Food & Nutrition

Murphy’s laws

To chef Marc Murphy, confident home cooking is more than a way to feed yourself and the people you love—it’s a survival skill. His first rule? Never be intimidated in the kitchen.

To chef Marc Murphy, confident home cooking is more than a way to feed yourself and the people you love—it’s a survival skill. His first rule? Never be intimidated in the kitchen. He’s amused, for example, when people are afraid to mess up a nice cookbook. “Get it dirty,” says Murphy, who wrote his latest, Season with Authority, with the home cook in mind. “I didn’t want to make a cookbook that nobody cooks from. A friend’s son started liking clams, so I sent her my recipe for Linguini Vongole. She made it and now it’s his favorite dinner. I love that.” Read on to adopt some of Murphy’s important laws in your kitchen.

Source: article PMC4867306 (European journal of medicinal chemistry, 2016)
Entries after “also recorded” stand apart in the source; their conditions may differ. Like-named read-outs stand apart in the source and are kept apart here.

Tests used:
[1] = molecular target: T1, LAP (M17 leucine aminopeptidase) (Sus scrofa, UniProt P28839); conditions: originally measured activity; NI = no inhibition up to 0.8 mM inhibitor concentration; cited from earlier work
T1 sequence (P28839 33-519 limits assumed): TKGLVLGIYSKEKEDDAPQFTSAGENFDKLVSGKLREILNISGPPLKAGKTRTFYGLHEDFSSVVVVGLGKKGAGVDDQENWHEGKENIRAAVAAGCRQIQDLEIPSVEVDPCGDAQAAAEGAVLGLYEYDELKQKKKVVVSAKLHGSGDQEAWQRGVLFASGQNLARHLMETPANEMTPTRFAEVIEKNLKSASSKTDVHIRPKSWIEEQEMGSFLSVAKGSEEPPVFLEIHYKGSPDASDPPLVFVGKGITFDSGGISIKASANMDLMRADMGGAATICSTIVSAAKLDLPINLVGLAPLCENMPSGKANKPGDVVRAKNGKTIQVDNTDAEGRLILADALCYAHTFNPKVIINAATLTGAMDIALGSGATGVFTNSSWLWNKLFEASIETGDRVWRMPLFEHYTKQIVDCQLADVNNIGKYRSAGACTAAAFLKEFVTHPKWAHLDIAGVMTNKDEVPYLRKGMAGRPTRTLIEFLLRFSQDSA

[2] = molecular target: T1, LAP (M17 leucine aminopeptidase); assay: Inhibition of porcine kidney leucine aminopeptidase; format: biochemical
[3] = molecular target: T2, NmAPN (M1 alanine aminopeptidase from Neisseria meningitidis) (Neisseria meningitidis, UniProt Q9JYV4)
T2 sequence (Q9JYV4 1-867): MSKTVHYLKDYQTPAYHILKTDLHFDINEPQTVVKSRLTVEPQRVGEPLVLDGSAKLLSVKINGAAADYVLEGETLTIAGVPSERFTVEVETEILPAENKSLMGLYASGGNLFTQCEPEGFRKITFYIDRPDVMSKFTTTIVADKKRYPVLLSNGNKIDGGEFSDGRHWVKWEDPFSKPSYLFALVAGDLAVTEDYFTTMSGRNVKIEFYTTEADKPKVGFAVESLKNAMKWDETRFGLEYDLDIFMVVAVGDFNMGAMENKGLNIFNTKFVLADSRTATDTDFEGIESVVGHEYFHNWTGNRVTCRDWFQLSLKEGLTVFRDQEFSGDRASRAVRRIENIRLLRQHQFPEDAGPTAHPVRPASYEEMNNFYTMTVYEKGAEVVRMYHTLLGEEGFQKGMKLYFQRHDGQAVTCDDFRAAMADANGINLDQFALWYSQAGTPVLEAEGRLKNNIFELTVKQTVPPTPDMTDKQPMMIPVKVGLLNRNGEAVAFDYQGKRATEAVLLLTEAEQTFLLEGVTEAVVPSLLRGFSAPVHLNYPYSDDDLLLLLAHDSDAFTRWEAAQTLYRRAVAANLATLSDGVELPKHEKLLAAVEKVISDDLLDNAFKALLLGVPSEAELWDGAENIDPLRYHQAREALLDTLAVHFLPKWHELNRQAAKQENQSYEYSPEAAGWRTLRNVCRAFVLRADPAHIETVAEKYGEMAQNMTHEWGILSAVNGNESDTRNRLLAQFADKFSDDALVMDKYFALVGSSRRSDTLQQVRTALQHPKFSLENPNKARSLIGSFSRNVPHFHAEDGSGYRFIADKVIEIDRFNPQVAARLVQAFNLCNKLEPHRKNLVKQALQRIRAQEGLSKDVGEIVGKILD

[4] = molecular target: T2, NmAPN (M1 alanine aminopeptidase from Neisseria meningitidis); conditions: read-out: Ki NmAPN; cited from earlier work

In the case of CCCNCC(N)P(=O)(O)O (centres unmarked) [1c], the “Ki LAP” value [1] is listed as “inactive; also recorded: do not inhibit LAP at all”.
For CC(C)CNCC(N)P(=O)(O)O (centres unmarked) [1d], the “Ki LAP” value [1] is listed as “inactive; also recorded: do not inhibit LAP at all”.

3 rules to cook by

 

 

1. Take charge of your knife. 

“Some people get annoyed with cooking,” says Murphy, the Chopped judge and chef-owner of four New York City restaurants. “At Thanksgiving, with dozens of onions to dice—it’s a daunting task for a novice. If people can get over their fear of handling a knife and use it correctly, that’s 50 percent of getting comfortable with cooking.”

 

 

2. Season to taste.

Flavoring foods properly is so important that Murphy made it the theme of his cookbook. You can get creative, but basic salt and pepper might just surprise you, he says—especially with vegetables. “There’s nothing better than grilled asparagus cooked over a wood-burning fire and salted just right. You can roast vegetables; you can even steam them if you want—but you have to season them. Give them some love.”

 

 

3. Raid the fridge.

Murphy taps last night’s leftovers for fantastic frittatas. “I take broccoli, grilled zucchini, ratatouille; crack a dozen eggs; and get the frittata in the oven,” says Murphy. When it’s done, he flips it out onto a cutting board, slices it, then sets up a brunch station with fresh bread and coffee. “They make fun of me at home now during dinner, ‘This’ll be a frittata tomorrow—we can see it coming!’”